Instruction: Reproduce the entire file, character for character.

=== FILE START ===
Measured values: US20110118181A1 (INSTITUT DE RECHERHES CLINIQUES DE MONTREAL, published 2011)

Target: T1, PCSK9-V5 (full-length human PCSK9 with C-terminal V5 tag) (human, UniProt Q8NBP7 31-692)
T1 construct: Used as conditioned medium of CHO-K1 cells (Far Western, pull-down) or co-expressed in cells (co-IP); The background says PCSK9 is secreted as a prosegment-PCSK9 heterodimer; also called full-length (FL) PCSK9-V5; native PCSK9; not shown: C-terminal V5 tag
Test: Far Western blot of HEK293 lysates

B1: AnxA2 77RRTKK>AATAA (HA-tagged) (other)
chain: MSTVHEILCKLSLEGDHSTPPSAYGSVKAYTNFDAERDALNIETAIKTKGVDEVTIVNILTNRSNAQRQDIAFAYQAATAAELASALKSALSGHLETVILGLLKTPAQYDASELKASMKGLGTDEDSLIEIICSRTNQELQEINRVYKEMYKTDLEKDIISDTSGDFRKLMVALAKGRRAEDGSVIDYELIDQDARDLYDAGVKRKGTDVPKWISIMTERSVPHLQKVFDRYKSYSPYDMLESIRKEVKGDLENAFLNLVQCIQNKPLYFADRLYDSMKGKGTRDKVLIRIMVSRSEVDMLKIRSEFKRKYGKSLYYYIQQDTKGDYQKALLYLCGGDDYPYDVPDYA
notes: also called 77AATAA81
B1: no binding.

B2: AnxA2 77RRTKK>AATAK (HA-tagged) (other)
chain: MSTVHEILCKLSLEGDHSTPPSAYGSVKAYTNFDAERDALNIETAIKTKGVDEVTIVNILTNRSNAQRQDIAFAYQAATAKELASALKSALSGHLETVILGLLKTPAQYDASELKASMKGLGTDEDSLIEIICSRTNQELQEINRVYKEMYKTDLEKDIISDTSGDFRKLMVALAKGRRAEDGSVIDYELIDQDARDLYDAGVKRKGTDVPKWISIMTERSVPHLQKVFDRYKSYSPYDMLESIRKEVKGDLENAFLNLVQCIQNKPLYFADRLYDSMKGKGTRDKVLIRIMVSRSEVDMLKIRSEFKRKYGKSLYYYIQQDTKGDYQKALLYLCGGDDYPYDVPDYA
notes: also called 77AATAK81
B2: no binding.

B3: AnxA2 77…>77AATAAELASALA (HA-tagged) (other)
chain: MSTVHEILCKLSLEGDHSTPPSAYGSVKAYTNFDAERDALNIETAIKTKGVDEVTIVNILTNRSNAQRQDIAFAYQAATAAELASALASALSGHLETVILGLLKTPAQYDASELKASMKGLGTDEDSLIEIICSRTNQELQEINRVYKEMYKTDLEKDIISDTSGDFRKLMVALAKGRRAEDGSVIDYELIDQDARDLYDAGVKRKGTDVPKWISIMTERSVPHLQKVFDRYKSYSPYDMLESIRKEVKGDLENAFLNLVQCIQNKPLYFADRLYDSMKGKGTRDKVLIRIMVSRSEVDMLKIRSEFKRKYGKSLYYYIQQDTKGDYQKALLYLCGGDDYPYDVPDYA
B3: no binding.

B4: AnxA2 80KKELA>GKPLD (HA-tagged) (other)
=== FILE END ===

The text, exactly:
Measured values: US20110118181A1 (INSTITUT DE RECHERHES CLINIQUES DE MONTREAL, published 2011)

Target: T1, PCSK9-V5 (full-length human PCSK9 with C-terminal V5 tag) (human, UniProt Q8NBP7 31-692)
T1 construct: Used as conditioned medium of CHO-K1 cells (Far Western, pull-down) or co-expressed in cells (co-IP); The background says PCSK9 is secreted as a prosegment-PCSK9 heterodimer; also called full-length (FL) PCSK9-V5; native PCSK9; not shown: C-terminal V5 tag
Test: Far Western blot of HEK293 lysates

B1: AnxA2 77RRTKK>AATAA (HA-tagged) (other)
chain: MSTVHEILCKLSLEGDHSTPPSAYGSVKAYTNFDAERDALNIETAIKTKGVDEVTIVNILTNRSNAQRQDIAFAYQAATAAELASALKSALSGHLETVILGLLKTPAQYDASELKASMKGLGTDEDSLIEIICSRTNQELQEINRVYKEMYKTDLEKDIISDTSGDFRKLMVALAKGRRAEDGSVIDYELIDQDARDLYDAGVKRKGTDVPKWISIMTERSVPHLQKVFDRYKSYSPYDMLESIRKEVKGDLENAFLNLVQCIQNKPLYFADRLYDSMKGKGTRDKVLIRIMVSRSEVDMLKIRSEFKRKYGKSLYYYIQQDTKGDYQKALLYLCGGDDYPYDVPDYA
notes: also called 77AATAA81
B1: no binding.

B2: AnxA2 77RRTKK>AATAK (HA-tagged) (other)
chain: MSTVHEILCKLSLEGDHSTPPSAYGSVKAYTNFDAERDALNIETAIKTKGVDEVTIVNILTNRSNAQRQDIAFAYQAATAKELASALKSALSGHLETVILGLLKTPAQYDASELKASMKGLGTDEDSLIEIICSRTNQELQEINRVYKEMYKTDLEKDIISDTSGDFRKLMVALAKGRRAEDGSVIDYELIDQDARDLYDAGVKRKGTDVPKWISIMTERSVPHLQKVFDRYKSYSPYDMLESIRKEVKGDLENAFLNLVQCIQNKPLYFADRLYDSMKGKGTRDKVLIRIMVSRSEVDMLKIRSEFKRKYGKSLYYYIQQDTKGDYQKALLYLCGGDDYPYDVPDYA
notes: also called 77AATAK81
B2: no binding.

B3: AnxA2 77…>77AATAAELASALA (HA-tagged) (other)
chain: MSTVHEILCKLSLEGDHSTPPSAYGSVKAYTNFDAERDALNIETAIKTKGVDEVTIVNILTNRSNAQRQDIAFAYQAATAAELASALASALSGHLETVILGLLKTPAQYDASELKASMKGLGTDEDSLIEIICSRTNQELQEINRVYKEMYKTDLEKDIISDTSGDFRKLMVALAKGRRAEDGSVIDYELIDQDARDLYDAGVKRKGTDVPKWISIMTERSVPHLQKVFDRYKSYSPYDMLESIRKEVKGDLENAFLNLVQCIQNKPLYFADRLYDSMKGKGTRDKVLIRIMVSRSEVDMLKIRSEFKRKYGKSLYYYIQQDTKGDYQKALLYLCGGDDYPYDVPDYA
B3: no binding.

B4: AnxA2 80KKELA>GKPLD (HA-tagged) (other)